Léo Duguay (Deputy Whip of the Progressive Conservative Party)

Progressive Conservative

Mr. Leo Duguay (St. Boniface) moved:

That the Standing Committee on Finance, Trade and Economic Affairs be empowered to study and report on the advisability of amending the Income Tax Act to permit the registration of amateur sport bodies created under provincial statutes as amateur athletic associations in order that donations to them be treated in the same manner as donations to registered Canadian amateur athletic associations.

He said: Mr. Speaker, the motion I bring before the House today is very straightforward. It is, however, of great importance to amateur sport bodies created under provincial jurisdiction and, in particular, to the young athletes which those associations support. The purpose of the motion is to enable provincial sport organizations to raise funds within a province in a manner which is consistent with that which is already acceptable under the terms of the Act with respect to federal amateur athletic associations.

I would like to compare the national and provincial organizations, and to do so I will read into the record the objects of a provincial sports organization in Manitoba and compare it with the objects of a national sports oranization. One of the objectives of the provincial organization is:

To foster, through the provisions of funding, the development of national and international calibre athletes in Manitoba for all nationally recognized sports.

I would like to compare that with a national organization which has the objective of selecting and training members- and in this case it is the National Ski Team-to represent Canada in national and international competition.

The objective of the provincial organization is:

To assist in the development of proper coaching programs for Manitoba athletes.

The objective of the national organization is to:

Provide guidance, information and assistance to the divisions and zones of the association in respect of these objects and in the development of programs for competitive and non-competitive skiing.

The objective of the provincial organization is:

To promote sporting and recreational activities for all Manitobans.

The objective of the national organization is to:

Encourage support of its programs by the public generally.

I am trying to point out that provincial sport organizations, provincial amateur athletic organizations and their federal counterparts, try to support the same thing, that is, sports in general and young athletes in particular.

In order for the House to understand why I am suggesting that the Act should be amended, I will deal with the structure of the current Act. The current Act states that for the purpose of computing taxable income, a taxpayer may deduct amounts which are applicable under Paragraph 110.1(a), for example, charitable donations or the aggregate of gifts made by the taxpayer in the year to registered charities or to registered Canadian amateur athletic associations.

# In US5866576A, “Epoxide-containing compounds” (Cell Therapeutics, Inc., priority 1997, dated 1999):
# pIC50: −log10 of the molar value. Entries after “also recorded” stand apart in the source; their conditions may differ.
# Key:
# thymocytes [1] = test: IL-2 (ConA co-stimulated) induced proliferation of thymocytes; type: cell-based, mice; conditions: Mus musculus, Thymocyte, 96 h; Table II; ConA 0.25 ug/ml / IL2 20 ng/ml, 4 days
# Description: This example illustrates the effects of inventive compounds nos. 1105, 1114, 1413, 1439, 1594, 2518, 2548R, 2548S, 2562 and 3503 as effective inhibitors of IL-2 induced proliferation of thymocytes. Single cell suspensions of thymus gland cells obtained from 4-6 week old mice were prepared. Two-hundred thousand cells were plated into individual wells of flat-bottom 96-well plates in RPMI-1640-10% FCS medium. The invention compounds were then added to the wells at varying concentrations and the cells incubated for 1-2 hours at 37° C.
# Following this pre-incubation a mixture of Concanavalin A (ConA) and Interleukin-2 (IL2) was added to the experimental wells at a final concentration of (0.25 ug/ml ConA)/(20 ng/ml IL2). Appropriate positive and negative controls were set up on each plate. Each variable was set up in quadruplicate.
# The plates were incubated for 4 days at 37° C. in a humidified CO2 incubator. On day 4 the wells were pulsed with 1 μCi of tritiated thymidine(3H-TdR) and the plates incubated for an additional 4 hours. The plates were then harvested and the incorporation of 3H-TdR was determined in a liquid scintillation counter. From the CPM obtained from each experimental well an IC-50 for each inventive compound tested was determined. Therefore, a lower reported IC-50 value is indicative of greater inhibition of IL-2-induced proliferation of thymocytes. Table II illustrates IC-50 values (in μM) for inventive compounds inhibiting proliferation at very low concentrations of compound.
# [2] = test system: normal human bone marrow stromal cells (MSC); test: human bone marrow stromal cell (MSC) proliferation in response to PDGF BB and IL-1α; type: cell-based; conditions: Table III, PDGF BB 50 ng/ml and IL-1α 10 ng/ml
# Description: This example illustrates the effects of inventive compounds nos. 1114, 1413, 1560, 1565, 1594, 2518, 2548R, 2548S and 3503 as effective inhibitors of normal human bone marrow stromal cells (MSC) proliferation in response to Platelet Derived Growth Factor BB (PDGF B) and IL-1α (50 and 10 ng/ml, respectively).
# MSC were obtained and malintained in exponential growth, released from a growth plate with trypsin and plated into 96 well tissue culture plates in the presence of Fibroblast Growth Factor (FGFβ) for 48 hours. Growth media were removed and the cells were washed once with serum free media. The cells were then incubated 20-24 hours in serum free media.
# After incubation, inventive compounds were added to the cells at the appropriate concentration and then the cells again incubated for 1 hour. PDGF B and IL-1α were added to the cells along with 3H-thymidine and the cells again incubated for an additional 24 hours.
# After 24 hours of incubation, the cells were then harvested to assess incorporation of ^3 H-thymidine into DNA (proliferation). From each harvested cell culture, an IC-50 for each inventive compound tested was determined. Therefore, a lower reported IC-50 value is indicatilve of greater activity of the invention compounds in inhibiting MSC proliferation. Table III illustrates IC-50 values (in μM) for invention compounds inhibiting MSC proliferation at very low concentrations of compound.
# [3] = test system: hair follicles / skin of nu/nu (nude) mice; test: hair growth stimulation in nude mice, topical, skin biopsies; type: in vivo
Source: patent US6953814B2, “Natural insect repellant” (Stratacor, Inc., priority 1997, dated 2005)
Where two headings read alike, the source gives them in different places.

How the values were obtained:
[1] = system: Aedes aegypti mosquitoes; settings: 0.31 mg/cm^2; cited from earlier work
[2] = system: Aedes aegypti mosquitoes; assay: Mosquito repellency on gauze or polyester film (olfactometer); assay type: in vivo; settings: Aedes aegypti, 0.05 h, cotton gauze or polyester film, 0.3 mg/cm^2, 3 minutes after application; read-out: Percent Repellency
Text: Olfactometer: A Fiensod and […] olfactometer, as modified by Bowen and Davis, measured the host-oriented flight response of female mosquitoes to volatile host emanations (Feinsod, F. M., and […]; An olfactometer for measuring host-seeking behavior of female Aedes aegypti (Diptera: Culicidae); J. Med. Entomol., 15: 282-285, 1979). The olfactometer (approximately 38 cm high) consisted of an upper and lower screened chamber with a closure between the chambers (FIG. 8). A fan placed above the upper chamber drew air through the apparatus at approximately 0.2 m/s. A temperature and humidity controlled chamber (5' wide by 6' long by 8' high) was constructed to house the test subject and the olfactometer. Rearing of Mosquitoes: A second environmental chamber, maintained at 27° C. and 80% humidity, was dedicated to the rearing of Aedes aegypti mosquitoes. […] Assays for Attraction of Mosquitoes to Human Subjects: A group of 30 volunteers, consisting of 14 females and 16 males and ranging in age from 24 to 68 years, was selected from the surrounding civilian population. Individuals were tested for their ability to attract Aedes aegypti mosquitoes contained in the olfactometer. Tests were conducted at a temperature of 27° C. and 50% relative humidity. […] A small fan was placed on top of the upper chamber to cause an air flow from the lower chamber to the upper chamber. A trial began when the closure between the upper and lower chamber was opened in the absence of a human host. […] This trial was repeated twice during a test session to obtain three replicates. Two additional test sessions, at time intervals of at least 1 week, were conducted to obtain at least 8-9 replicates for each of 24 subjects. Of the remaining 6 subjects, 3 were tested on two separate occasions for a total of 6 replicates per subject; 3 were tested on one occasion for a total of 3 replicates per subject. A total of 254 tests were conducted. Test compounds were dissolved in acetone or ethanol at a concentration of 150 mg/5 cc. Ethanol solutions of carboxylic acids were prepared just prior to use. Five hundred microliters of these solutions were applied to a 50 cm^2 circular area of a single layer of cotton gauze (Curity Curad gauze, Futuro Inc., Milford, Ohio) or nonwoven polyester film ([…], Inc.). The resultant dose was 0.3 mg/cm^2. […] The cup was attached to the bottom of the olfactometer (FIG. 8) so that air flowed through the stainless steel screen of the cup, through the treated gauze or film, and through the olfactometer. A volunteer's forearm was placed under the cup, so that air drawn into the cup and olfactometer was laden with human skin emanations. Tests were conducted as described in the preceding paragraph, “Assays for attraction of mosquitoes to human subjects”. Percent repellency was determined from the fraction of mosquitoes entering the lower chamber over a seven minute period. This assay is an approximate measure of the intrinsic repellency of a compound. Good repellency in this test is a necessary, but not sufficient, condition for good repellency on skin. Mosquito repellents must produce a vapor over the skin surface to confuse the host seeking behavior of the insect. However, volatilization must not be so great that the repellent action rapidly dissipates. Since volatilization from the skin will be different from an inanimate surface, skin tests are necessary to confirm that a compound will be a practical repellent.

This Section clearly shows, Mr. Speaker, that registered Canadian amateur athletic associations are charitable organizations. The donations they receive are deductible for income tax purposes. This Section must be amended in order to include as well provincial amateur athletic associations. [English]

Certain questions come to mind. The basic question is: What is a registered Canadian amateur athletic association? The definition in the Act states that a registered Canadian amateur athletic association means an association that was created under any law in force in Canada, that is resident in Canada and that has, as its primary purpose and its primary function the promotion of amateur athletics in Canada on a nation-wide basis. Section 149 of the Act further defines amateur athletic association as non-profit associations.

The current Income Tax Act goes out of its way to define, for tax purposes, a registered Canadian amateur athletic association in order to permit it to issue tax receipts as a non-profit organization. The Act goes out of its way to ensure that

May 2, 1985

national associations operate on a nation-wide basis. However, as I have previously indicated, the objects of national associations and the objects of provincial associations are almost identical.

If we look at the regulations of the Act, we realize that the Act had to go out of its way to ensure that amateur athletic associations, which are regional in nature or provincial in nature, are excluded from giving tax receipts. To redress that discriminatory provision, the following amendments would have to be made. With these amendments, the Income Tax Act would read as follows:

Section 110(8)(b)

"Registered Canadian amateur athletic association" means an association that was created under any law in force in Canada, or any province of Canada, that is resident in Canada, and that

(i) is a person described in Paragraph 149(1 )(L)

(ii) has, as its primary purpose and its primary function, the promotion of

amateur athletics in Canada on a nation-wide or province-wide basis-